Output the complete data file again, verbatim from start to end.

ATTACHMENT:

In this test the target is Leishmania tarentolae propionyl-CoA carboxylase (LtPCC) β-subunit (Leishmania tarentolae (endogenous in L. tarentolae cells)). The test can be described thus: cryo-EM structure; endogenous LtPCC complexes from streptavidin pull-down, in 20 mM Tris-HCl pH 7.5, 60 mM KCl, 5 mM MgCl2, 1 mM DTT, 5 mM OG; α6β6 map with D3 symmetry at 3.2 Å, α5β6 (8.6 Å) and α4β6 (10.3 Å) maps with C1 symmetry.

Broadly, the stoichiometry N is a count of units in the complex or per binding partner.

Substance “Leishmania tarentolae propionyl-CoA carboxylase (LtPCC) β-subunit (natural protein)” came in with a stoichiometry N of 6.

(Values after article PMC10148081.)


In this test the target is Leishmania tarentolae propionyl-CoA carboxylase (LtPCC) β-subunit (Leishmania tarentolae (endogenous in L. tarentolae cells)). The test can be described thus: cryo-EM structure; endogenous LtPCC complexes from streptavidin pull-down, in 20 mM Tris-HCl pH 7.5, 60 mM KCl, 5 mM MgCl2, 1 mM DTT, 5 mM OG; α6β6 map with D3 symmetry at 3.2 Å, α5β6 (8.6 Å) and α4β6 (10.3 Å) maps with C1 symmetry.

Broadly, the stoichiometry N is a count of units in the complex or per binding partner.

Substance “Leishmania tarentolae propionyl-CoA carboxylase (LtPCC) β-subunit (natural protein)” came in with a stoichiometry N of 6.

(Values after article PMC10148081.)